Conducting Research in the Suisun Marsh
Michael Weatherford ’23, a lifelong lover of the outdoors, participated in a research opportunity through the REAL program where he got to conduct field work in the Suisun marsh.
By Sarah Stoddard '23
Michael Weatherford ’23, who majored in environmental science and minored in biology, graduated at the end of winter quarter. Coming from Vancouver, Washington, Weatherford is a lover of nature and the outdoors. At Santa Clara University, he started Bird Up! SCU, a bird-watching club for other nature enthusiasts. Throughout his time at SCU, Weatherford was involved in environmental science research as an assistant to faculty in the department. “I’ve loved science for as long as I can remember, and it’s always been something I’ve been passionate about and wanted to pursue a career in,” he says.
During the summer of 2022, Weatherford worked with his faculty advisor to find a paid summer research project. With the help of the REAL program, he discovered the perfect opportunity that would allow him to work outside in nature and make a positive impact through his research. “I’ve been going camping with my family pretty much since I was born, so I’ve always loved the outdoors,” he says. “So once I became an environmental science major, I knew I wanted to do research in the field to hopefully make a positive impact on the planet.”
Weatherford’s research, which is currently ongoing, examines the seeds of an invasive species in the Suisun marsh known as Phragmites australis. The goal of the research is “to understand how it is spreading in the marsh, as well as if years of herbicide treatment are causing any physical difference in germination rates,” he explains. Weatherford’s experiments have involved looking at the viability of these seeds by collecting them from the marsh and replanting them in wetlands conditions to see how many germinate. The team is also determining whether herbicide resistance is developing in areas with heavier herbicide use. For both of these experiments, Weatherford utilized the greenhouse on campus at SCU.
The field and lab work Weatherford is conducting is impactful because there is a lack of research on phragmites in California, and working to save the biodiversity in the marsh is an important task. “There is a strong ecosystem services benefit to controlling phragmites because of the use of the marsh by private landowners for duck hunting,” Weatherford says. “Phragmites prevent ducks from landing in those areas.”
Although Weatherford found the experience rewarding, working amongst the harsh conditions of the marsh was certainly a challenge. He found that the research took a lot of planning and attention to detail, as well as adaptability to deal with the heat and the hands-on and often messy aspects of field work. But from 10-hour days of collecting samples in the field to long, tedious hours spent in the lab, the experience has been both rewarding and successful so far. “The most rewarding part has been seeing all the hard work of planning finally become something tangible. It was many months of meetings and discussions before we went out into the field, so getting to finally be out there and collect samples was a very rewarding moment,” Weatherford says. “Although, I think we’re still very much in the thick of it, and the real reward will be once we have results.”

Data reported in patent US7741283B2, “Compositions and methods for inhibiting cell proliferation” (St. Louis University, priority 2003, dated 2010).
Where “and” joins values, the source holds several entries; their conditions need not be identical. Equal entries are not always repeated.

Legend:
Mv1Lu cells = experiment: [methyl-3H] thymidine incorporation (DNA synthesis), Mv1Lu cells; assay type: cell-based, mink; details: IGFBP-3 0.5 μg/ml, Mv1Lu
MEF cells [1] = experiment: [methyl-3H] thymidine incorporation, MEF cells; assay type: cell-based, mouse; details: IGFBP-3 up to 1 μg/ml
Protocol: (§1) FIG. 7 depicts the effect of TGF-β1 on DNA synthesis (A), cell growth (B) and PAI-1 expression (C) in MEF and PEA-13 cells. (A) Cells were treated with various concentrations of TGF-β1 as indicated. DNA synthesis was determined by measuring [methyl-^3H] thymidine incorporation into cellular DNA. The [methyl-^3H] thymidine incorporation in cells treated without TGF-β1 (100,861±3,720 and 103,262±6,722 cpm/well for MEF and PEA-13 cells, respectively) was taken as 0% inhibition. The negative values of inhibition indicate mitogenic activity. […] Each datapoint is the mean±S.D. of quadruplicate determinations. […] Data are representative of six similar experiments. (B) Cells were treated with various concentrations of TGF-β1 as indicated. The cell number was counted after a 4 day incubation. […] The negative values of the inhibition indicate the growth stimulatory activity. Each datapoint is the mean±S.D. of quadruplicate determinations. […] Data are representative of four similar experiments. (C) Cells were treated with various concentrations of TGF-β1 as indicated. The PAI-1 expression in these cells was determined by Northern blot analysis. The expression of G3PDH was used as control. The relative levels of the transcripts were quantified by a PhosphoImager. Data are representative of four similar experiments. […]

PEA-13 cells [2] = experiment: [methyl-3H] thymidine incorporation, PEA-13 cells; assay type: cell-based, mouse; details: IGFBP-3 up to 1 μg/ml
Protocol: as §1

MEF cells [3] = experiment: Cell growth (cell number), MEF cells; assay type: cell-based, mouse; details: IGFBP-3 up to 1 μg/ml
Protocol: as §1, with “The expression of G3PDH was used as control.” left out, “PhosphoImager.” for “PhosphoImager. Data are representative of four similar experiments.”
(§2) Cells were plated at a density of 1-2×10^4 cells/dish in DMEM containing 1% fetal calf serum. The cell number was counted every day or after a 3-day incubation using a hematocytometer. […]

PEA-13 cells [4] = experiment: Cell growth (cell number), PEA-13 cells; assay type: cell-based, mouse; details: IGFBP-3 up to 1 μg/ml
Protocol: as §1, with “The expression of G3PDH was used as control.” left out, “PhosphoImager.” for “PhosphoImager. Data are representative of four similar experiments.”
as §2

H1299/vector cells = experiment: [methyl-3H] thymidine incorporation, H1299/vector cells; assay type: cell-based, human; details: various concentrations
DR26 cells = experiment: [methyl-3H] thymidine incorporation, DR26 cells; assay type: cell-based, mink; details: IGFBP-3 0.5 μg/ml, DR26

As a recent graduate, Weatherford plans to work in several different labs before attending graduate school. His experience with the REAL program was highly beneficial in helping him determine his future career path, giving him insight into the aspects he enjoyed as well as the areas he found overly tedious. “It made me more certain that I want to do research for a career and opened up some different possibilities,” he explains. “I think it also confirmed for me that I don’t want to do research in a marsh just because of the harsh conditions.”
Weatherford recommends the REAL program to other students who are interested in participating in research at SCU. “I would tell people to utilize the program so they can do something they're truly passionate about as there aren’t a lot of chances to get to do that,” he says.
About the REAL Program
The REAL Program provides paid experiential learning opportunities for undergraduate students in the College of Arts and Sciences. Developed to allow students to discover their interests, gain a rich understanding of a particular field, discern their career goals, and explore future employment fields, the program has distributed roughly $2.2 million to more than 550 students across all majors since its inception in 2018. Placements range from non-profit and community service organizations to research labs, governmental organizations, and beyond.